Political laws and christian church edicts against same sex relations start coming in from around the fourth century CE, with the result that references to homoerotic relations with the divine are rare in Christian culture (but make appearance in the poetry of St John of the Cross for example, and during the Renaissance in the works of Michelangelo). But in Islam, despite religious prohibitions, poetry celebrating the male form is quite common from middle ages onwards (eg Hafiz) and pederasty was tolerated.
But across the world homosexuality was driven further and further underground until it became the ‘love that dare not speak its name’. 120 years after Oscar Wilde wrote the poem that famous line comes from, that love is speaking its name loudly. Although those who oppose it and would destroy it often speak it louder! Largely due to proselytising Christians getting access to native populations via the spread of the European empires taboos around same sex love were spread around the world.
Gay people are confused. Tired of being told we are unnatural sinners, mentally ill or less evolved than heterosexuals, when we do get the courage to come out it can feel like the struggle is over and it is understandable if we just want to party and have lots of sex. We are breaking out of a dark closet, emerging from a long tunnel of persecution. There are voices telling us we are more than we think we are, that our love can be noble and spiritual and enlightening, that we have a calling to bring peace and tolerance to the world, but they can hardly be heard above the din of voices screaming against us. No wonder we shut off and far too many of us end up lost in drug crazed states of disconnection.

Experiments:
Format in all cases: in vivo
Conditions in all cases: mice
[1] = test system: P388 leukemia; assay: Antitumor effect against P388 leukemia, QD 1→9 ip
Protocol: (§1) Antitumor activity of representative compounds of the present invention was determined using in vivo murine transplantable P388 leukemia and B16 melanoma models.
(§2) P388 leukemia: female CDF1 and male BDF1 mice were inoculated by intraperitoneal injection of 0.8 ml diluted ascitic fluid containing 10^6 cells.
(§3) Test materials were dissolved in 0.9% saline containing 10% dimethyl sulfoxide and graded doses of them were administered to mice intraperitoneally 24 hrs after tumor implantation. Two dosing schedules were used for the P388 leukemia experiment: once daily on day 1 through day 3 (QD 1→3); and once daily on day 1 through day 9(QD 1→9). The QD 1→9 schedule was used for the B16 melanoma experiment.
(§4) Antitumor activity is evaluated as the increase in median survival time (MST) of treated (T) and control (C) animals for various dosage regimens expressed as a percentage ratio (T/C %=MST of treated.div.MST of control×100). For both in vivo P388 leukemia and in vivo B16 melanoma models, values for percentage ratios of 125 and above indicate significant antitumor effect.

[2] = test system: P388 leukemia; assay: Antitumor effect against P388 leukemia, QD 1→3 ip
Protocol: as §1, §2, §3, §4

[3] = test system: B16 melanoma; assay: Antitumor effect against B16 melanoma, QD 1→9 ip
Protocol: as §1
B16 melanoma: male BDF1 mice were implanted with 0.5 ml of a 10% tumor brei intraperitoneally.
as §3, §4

The cause of Gay Liberation has achieved much in some parts of the world, but it can only save us and change the world’s understanding of us, if it goes all the way and we recognise that gay liberation is human liberation – and is an essential step on the path to human enlightenment. Gay liberation is about all people being free to be who they are, to answer the call of their own soul, and being free to love whom they choose. It is about recognising that we are one humanity who are united in our need to love and be loved. This is the message gay people bring to the world, as we challenge religious types to live up to their holy ideals of love and compassion and to extinguish the cruel flames of intolerant laws drawn up in a time when heterosexual males were setting themselves up as the leaders of society, when they were dismantling the power long held by females in the tribes, and so attacking all traces of feminine energy in men too.
Coming Out is not the end of the journey. We come out because we hear a deep call from the soul to be our true selves. We need to keep listening to the soul. We need to complete the journey. Sexuality is only part of who we are. Sexual liberation – political liberation – social and spiritual liberation must all go together. That way we will see the Wholeness, we will be the Wholeness and the Wholeness will be us. We are already famous for teaching the world how to dress and how to party. We spread good vibrations of tolerance and peace in areas where we are free to be ourselves. One day we will also be teaching the world how to be One.